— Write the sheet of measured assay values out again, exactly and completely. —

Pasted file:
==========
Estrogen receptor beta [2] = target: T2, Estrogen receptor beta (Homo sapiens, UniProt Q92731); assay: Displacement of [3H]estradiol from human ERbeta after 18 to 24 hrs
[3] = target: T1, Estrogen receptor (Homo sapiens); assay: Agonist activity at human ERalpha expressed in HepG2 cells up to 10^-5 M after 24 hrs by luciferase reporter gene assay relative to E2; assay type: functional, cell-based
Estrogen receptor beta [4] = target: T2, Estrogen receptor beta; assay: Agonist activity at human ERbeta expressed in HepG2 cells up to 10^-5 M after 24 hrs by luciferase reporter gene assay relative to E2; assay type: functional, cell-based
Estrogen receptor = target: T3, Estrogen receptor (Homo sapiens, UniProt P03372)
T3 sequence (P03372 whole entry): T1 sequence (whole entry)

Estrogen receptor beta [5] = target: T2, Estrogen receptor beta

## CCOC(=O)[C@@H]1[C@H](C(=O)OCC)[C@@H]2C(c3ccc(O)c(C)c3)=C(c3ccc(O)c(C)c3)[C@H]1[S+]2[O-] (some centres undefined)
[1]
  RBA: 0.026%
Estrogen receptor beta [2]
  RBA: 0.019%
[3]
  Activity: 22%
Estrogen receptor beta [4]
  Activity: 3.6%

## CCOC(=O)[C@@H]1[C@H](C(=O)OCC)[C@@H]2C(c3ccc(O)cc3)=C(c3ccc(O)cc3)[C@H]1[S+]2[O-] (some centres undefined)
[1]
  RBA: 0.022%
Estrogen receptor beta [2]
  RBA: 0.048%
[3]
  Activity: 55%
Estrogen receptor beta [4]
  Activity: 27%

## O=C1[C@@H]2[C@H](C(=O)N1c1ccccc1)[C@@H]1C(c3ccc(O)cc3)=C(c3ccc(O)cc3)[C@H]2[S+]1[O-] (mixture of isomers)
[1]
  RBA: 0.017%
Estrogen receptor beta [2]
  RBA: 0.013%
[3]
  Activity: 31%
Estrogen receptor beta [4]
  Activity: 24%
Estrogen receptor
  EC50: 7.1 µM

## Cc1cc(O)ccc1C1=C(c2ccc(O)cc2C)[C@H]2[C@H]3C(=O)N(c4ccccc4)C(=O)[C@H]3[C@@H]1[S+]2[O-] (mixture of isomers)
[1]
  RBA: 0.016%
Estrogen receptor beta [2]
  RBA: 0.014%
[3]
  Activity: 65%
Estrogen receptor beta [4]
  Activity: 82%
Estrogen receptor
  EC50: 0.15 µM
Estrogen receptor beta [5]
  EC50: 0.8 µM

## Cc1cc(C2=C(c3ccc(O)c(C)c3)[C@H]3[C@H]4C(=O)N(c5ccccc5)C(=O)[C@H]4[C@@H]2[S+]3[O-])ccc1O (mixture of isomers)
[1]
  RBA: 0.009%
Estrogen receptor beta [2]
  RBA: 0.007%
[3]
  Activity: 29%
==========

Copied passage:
Estrogen receptor beta [2] = target: T2, Estrogen receptor beta (Homo sapiens, UniProt Q92731); assay: Displacement of [3H]estradiol from human ERbeta after 18 to 24 hrs
[3] = target: T1, Estrogen receptor (Homo sapiens); assay: Agonist activity at human ERalpha expressed in HepG2 cells up to 10^-5 M after 24 hrs by luciferase reporter gene assay relative to E2; assay type: functional, cell-based
Estrogen receptor beta [4] = target: T2, Estrogen receptor beta; assay: Agonist activity at human ERbeta expressed in HepG2 cells up to 10^-5 M after 24 hrs by luciferase reporter gene assay relative to E2; assay type: functional, cell-based
Estrogen receptor = target: T3, Estrogen receptor (Homo sapiens, UniProt P03372)
T3 sequence (P03372 whole entry): T1 sequence (whole entry)

Estrogen receptor beta [5] = target: T2, Estrogen receptor beta

## CCOC(=O)[C@@H]1[C@H](C(=O)OCC)[C@@H]2C(c3ccc(O)c(C)c3)=C(c3ccc(O)c(C)c3)[C@H]1[S+]2[O-] (some centres undefined)
[1]
  RBA: 0.026%
Estrogen receptor beta [2]
  RBA: 0.019%
[3]
  Activity: 22%
Estrogen receptor beta [4]
  Activity: 3.6%

## CCOC(=O)[C@@H]1[C@H](C(=O)OCC)[C@@H]2C(c3ccc(O)cc3)=C(c3ccc(O)cc3)[C@H]1[S+]2[O-] (some centres undefined)
[1]
  RBA: 0.022%
Estrogen receptor beta [2]
  RBA: 0.048%
[3]
  Activity: 55%
Estrogen receptor beta [4]
  Activity: 27%

## O=C1[C@@H]2[C@H](C(=O)N1c1ccccc1)[C@@H]1C(c3ccc(O)cc3)=C(c3ccc(O)cc3)[C@H]2[S+]1[O-] (mixture of isomers)
[1]
  RBA: 0.017%
Estrogen receptor beta [2]
  RBA: 0.013%
[3]
  Activity: 31%
Estrogen receptor beta [4]
  Activity: 24%
Estrogen receptor
  EC50: 7.1 µM

## Cc1cc(O)ccc1C1=C(c2ccc(O)cc2C)[C@H]2[C@H]3C(=O)N(c4ccccc4)C(=O)[C@H]3[C@@H]1[S+]2[O-] (mixture of isomers)
[1]
  RBA: 0.016%
Estrogen receptor beta [2]
  RBA: 0.014%
[3]
  Activity: 65%
Estrogen receptor beta [4]
  Activity: 82%
Estrogen receptor
  EC50: 0.15 µM
Estrogen receptor beta [5]
  EC50: 0.8 µM

## Cc1cc(C2=C(c3ccc(O)c(C)c3)[C@H]3[C@H]4C(=O)N(c5ccccc5)C(=O)[C@H]4[C@@H]2[S+]3[O-])ccc1O (mixture of isomers)
[1]
  RBA: 0.009%
Estrogen receptor beta [2]
  RBA: 0.007%
[3]
  Activity: 29%